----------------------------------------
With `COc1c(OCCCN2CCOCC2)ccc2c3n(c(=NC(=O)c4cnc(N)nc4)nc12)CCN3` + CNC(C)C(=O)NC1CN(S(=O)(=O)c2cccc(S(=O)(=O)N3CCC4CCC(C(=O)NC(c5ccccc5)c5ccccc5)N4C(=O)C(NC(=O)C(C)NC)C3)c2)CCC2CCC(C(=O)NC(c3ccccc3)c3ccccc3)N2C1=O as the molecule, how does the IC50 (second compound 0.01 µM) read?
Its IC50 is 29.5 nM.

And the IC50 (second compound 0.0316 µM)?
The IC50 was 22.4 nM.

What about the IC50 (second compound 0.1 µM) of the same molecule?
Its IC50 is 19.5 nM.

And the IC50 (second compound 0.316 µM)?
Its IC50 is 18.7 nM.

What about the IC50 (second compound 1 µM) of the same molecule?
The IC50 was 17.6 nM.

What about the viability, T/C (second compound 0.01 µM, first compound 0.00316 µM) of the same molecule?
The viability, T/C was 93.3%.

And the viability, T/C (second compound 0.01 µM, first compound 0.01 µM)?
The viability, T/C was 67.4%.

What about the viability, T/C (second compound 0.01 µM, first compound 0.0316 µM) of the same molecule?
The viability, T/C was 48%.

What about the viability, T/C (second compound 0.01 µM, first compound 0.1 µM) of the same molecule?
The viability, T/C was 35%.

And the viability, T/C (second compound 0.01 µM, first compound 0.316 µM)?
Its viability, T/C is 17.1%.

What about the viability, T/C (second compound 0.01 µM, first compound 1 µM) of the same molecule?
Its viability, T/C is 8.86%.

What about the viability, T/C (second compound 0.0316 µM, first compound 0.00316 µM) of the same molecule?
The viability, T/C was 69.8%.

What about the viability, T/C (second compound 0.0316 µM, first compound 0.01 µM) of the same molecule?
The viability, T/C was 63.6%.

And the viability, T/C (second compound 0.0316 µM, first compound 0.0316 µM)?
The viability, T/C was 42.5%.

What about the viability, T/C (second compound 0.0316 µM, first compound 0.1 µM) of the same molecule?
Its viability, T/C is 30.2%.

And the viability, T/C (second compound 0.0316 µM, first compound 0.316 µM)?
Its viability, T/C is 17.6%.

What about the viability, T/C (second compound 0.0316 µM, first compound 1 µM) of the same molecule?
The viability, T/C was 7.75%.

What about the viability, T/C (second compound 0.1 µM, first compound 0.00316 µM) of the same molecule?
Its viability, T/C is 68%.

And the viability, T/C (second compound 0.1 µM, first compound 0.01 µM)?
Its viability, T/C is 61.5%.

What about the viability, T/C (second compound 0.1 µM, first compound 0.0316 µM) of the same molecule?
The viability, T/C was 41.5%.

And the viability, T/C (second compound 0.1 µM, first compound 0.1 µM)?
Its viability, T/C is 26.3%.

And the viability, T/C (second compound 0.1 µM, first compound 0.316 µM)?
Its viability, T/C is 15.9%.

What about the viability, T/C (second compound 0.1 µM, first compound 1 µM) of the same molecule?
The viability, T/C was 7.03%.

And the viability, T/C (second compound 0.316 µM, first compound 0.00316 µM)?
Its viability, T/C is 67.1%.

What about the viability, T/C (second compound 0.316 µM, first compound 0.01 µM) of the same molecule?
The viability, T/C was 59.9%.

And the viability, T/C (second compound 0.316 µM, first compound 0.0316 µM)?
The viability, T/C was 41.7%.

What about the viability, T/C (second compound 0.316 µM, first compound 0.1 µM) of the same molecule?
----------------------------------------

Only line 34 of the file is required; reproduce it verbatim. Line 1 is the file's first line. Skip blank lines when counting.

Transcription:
The viability, T/C was 7.75%.